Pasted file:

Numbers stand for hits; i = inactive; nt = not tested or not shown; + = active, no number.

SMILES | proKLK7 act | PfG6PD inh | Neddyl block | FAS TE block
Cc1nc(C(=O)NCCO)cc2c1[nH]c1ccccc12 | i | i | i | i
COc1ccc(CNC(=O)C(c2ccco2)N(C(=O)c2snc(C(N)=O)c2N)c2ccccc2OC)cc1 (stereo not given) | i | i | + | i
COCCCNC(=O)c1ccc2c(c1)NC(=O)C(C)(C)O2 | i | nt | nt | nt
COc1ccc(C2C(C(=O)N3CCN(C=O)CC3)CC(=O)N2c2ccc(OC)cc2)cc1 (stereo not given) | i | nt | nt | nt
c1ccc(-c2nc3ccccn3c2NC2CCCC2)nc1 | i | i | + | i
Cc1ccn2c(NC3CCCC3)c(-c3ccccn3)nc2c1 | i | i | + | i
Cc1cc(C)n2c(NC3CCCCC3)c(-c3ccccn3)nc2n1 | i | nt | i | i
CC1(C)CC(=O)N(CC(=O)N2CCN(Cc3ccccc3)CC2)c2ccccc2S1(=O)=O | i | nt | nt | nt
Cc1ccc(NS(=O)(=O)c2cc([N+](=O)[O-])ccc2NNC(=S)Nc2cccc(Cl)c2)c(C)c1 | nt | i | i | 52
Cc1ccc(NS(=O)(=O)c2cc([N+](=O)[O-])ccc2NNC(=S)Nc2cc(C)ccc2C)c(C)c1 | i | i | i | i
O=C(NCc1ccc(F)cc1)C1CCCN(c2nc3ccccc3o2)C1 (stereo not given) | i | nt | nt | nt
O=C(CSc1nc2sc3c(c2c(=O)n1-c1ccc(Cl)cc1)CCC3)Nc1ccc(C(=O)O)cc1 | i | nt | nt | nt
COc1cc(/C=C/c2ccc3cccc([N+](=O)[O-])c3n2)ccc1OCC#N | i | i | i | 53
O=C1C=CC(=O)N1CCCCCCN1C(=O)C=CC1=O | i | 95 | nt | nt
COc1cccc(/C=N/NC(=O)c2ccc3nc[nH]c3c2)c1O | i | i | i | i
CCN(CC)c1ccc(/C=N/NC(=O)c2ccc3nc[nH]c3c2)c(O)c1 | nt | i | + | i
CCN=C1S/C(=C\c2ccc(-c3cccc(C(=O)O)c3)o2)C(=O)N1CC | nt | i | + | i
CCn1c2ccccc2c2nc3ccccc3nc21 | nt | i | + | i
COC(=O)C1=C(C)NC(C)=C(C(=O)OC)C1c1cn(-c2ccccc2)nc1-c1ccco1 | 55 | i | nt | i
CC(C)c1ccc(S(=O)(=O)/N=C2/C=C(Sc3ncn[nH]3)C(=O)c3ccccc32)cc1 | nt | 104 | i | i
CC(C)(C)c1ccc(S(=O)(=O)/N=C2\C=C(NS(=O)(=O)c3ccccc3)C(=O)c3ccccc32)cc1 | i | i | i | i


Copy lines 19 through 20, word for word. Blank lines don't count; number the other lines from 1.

CCN=C1S/C(=C\c2ccc(-c3cccc(C(=O)O)c3)o2)C(=O)N1CC | nt | i | + | i
CCn1c2ccccc2c2nc3ccccc3nc21 | nt | i | + | i